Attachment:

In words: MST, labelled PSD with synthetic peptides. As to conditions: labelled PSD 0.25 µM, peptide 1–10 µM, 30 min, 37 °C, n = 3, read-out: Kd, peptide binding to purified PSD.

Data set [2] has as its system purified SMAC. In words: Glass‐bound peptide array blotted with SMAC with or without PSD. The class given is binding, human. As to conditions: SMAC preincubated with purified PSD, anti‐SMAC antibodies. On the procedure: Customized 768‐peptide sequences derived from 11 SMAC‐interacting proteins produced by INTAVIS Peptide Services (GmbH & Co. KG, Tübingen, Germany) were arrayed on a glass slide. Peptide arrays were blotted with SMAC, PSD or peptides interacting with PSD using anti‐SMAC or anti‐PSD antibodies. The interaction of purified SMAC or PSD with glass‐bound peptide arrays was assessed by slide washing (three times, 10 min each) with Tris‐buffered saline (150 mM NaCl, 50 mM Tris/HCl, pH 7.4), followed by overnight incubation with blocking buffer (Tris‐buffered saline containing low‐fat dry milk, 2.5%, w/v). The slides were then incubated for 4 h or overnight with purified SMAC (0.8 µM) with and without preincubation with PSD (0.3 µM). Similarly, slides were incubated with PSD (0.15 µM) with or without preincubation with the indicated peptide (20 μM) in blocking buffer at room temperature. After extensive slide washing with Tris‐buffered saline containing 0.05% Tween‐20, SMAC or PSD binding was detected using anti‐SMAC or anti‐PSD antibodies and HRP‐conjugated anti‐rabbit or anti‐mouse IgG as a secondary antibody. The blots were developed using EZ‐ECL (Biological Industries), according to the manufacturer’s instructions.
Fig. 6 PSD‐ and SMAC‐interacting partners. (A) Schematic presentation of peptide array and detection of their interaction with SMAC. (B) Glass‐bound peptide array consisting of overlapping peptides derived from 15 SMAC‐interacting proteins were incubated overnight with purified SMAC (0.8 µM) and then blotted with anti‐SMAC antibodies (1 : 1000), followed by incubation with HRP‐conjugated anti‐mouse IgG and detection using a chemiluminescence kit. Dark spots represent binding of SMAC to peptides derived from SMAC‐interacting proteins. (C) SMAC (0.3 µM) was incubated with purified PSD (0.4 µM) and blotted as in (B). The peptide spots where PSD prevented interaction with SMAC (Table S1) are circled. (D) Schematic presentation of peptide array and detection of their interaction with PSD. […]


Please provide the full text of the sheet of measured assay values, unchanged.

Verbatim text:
In words: MST, labelled PSD with synthetic peptides. As to conditions: labelled PSD 0.25 µM, peptide 1–10 µM, 30 min, 37 °C, n = 3, read-out: Kd, peptide binding to purified PSD.

Data set [2] has as its system purified SMAC. In words: Glass‐bound peptide array blotted with SMAC with or without PSD. The class given is binding, human. As to conditions: SMAC preincubated with purified PSD, anti‐SMAC antibodies. On the procedure: Customized 768‐peptide sequences derived from 11 SMAC‐interacting proteins produced by INTAVIS Peptide Services (GmbH & Co. KG, Tübingen, Germany) were arrayed on a glass slide. Peptide arrays were blotted with SMAC, PSD or peptides interacting with PSD using anti‐SMAC or anti‐PSD antibodies. The interaction of purified SMAC or PSD with glass‐bound peptide arrays was assessed by slide washing (three times, 10 min each) with Tris‐buffered saline (150 mM NaCl, 50 mM Tris/HCl, pH 7.4), followed by overnight incubation with blocking buffer (Tris‐buffered saline containing low‐fat dry milk, 2.5%, w/v). The slides were then incubated for 4 h or overnight with purified SMAC (0.8 µM) with and without preincubation with PSD (0.3 µM). Similarly, slides were incubated with PSD (0.15 µM) with or without preincubation with the indicated peptide (20 μM) in blocking buffer at room temperature. After extensive slide washing with Tris‐buffered saline containing 0.05% Tween‐20, SMAC or PSD binding was detected using anti‐SMAC or anti‐PSD antibodies and HRP‐conjugated anti‐rabbit or anti‐mouse IgG as a secondary antibody. The blots were developed using EZ‐ECL (Biological Industries), according to the manufacturer’s instructions.
Fig. 6 PSD‐ and SMAC‐interacting partners. (A) Schematic presentation of peptide array and detection of their interaction with SMAC. (B) Glass‐bound peptide array consisting of overlapping peptides derived from 15 SMAC‐interacting proteins were incubated overnight with purified SMAC (0.8 µM) and then blotted with anti‐SMAC antibodies (1 : 1000), followed by incubation with HRP‐conjugated anti‐mouse IgG and detection using a chemiluminescence kit. Dark spots represent binding of SMAC to peptides derived from SMAC‐interacting proteins. (C) SMAC (0.3 µM) was incubated with purified PSD (0.4 µM) and blotted as in (B). The peptide spots where PSD prevented interaction with SMAC (Table S1) are circled. (D) Schematic presentation of peptide array and detection of their interaction with PSD. […]